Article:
Whether an error actually prejudiced a defendant is weighed against the "totality of the evidence before the judge or jury." Strickland, 466 U.S. at 695, 104 S. Ct. 2052. A verdict "only weakly supported by the record is more likely to have been affected by errors than one with overwhelming record support." Id. at 696, 104 S. Ct. 2052; see also Odem v. Hopkins, 382 F.3d 846, 851-52 (8th Cir. 2004) (holding that prejudice was not shown where there was overwhelming evidence of guilt); United States v. Bavers, 787 F.2d 1022, 1030 (6th Cir. 1985) (finding no prejudice where there was overwhelming proof of the defendant's guilt).
Here, without Young's testimony, the State's case against Higgins was far from overwhelming. As the only eyewitness to events surrounding the murder, Young was the key to the State's case; yet Pookrum, who had the weapons to discredit Young, allowed Young's testimony to go unchallenged. Had the jury thought Young a liar and possibly himself the murderer, the jury may well have had reasonable doubt as to Higgins's guilt.
In our adversarial system of justice, a defendant's right to cross-examination is an essential safeguard of fact-finding accuracy. It is "the principal means by which the believability of a witness and the truth of his testimony are tested." Davis v. Alaska, 415 U.S. 308, 316, 94 S. Ct. 1105, 39 L. Ed. 2d 347 (1974). In this case, a case largely dependent on the testimony of one key witness, Higgins's right to that essential safeguard was denied by the hasty action of a lawyer who admitted that he was unprepared. That key witness was the lone eyewitness to the crimes charged. He was also a man who gave inconsistent stories to the authorities before trial; who was found with gun powder residue on his hands, yet denied both that he was in the car when shots were fired and that he himself shot a gun the day of the murder; who initially responded to the prosecutor's question about the murder weapon with "I pulled," then changed his response to "he pulled" out the .45; and who himself was a possible perpetrator of the crime. Given the importance of the star witness's testimony, it is not difficult to imagine that the outcome of the trial was "unreliable because of a breakdown in the adversarial process that our system counts on to produce just results." Strickland, 466 U.S. at 696, 104 S. Ct. 2052.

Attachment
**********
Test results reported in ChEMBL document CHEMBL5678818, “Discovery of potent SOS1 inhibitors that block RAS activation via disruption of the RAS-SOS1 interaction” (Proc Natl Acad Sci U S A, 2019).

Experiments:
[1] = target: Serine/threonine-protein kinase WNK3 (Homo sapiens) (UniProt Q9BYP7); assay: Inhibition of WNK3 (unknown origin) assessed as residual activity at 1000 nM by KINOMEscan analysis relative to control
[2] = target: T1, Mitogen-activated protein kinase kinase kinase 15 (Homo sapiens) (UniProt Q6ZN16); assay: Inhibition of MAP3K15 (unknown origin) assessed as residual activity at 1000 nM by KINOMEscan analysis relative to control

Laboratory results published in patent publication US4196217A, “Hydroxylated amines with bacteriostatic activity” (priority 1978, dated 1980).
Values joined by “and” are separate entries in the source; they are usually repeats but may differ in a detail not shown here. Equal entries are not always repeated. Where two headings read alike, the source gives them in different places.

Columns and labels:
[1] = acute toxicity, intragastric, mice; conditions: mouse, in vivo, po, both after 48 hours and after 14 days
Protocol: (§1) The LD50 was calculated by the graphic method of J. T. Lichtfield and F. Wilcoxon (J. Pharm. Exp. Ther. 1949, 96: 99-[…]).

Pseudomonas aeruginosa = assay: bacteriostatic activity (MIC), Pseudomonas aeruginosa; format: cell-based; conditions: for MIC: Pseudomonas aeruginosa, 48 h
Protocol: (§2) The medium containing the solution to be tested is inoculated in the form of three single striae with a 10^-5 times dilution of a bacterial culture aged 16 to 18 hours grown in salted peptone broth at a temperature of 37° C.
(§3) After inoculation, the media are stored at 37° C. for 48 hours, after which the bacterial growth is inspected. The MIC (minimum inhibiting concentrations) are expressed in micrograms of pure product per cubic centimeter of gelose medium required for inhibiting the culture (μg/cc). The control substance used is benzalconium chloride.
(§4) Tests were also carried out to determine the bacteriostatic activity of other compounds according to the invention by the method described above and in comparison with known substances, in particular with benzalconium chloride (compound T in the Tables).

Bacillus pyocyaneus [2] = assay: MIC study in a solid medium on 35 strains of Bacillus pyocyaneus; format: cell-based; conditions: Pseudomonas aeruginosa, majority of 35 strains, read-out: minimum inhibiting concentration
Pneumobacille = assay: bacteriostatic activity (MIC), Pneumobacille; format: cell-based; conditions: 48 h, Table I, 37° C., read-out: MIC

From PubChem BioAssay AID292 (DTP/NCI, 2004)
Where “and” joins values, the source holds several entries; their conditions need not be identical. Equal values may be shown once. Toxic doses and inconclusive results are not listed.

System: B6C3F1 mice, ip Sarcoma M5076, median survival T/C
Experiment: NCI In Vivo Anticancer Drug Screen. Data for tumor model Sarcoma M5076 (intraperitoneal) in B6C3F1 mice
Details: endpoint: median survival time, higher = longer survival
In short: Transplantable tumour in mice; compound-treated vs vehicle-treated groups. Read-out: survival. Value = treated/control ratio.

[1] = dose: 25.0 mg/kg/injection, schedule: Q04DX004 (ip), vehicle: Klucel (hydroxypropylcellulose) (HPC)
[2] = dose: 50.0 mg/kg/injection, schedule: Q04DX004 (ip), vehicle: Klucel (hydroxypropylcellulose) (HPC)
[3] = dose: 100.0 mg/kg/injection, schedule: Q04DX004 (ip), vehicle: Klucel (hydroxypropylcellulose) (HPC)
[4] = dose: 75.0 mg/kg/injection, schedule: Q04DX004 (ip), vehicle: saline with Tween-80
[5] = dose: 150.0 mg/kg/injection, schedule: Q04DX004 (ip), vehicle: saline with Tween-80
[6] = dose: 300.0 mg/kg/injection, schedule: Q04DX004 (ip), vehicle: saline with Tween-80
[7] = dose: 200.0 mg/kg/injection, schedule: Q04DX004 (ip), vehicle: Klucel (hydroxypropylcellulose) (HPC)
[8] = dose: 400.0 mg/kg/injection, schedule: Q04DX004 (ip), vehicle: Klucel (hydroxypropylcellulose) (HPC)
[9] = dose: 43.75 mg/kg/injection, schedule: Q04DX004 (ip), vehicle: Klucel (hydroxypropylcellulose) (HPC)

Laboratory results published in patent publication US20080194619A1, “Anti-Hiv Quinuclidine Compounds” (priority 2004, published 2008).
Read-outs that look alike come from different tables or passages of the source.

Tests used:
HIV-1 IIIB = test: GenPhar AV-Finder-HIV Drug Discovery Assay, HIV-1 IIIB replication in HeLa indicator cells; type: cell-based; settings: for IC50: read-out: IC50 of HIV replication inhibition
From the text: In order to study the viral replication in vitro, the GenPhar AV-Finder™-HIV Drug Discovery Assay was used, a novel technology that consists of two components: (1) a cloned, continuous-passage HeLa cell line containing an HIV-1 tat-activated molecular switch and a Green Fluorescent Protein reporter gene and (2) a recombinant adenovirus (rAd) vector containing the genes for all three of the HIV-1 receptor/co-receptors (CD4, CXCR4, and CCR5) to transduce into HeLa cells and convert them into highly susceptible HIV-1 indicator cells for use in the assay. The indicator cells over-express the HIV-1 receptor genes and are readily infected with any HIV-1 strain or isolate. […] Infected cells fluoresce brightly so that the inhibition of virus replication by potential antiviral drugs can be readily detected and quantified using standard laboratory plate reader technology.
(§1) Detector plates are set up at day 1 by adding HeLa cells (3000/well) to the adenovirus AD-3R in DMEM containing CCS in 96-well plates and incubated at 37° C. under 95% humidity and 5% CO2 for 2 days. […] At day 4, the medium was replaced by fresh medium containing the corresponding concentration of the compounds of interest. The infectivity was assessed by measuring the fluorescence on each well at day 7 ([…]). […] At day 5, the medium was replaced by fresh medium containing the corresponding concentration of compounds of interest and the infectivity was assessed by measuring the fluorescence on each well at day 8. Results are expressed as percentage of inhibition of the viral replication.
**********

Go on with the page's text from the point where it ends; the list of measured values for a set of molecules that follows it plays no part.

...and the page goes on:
Renico maintains that the state appellate court rejected Higgins's ineffective assistance claim based on Higgins's failure to present the court with a well-developed argument regarding prejudice. As stated by Renico:
Higgins's appeal claimed only that "prejudice to this defendant is obvious." Higgins failed to show the State court how he "would probably have won" if counsel had elected to cross-examine Wayne Young and the State court denied his claim on that basis. . . .
. . . Although Higgins made a general ineffective assistance of counsel claim, he did not base the claim on  specific attorney errors.
Appellant's Br. at 19-20 (citations and footnote omitted) (emphasis in original). Renico urges this Court to defer to the state court's finding of no prejudice, based on the skeletal argument made by Higgins before that court.4
To be sure, it is the defendant's burden to "affirmatively prove prejudice." Strickland, 466 U.S. at 693, 104 S. Ct. 2052. We are persuaded, however, that Higgins met such a burden before the state appellate court. Contrary to Renico's contention, Higgins was not required to demonstrate how he "would probably have won." He simply needed to present the factual basis for his contention that confidence in the outcome of his case was undermined by his counsel's deficient performance. Higgins did just that.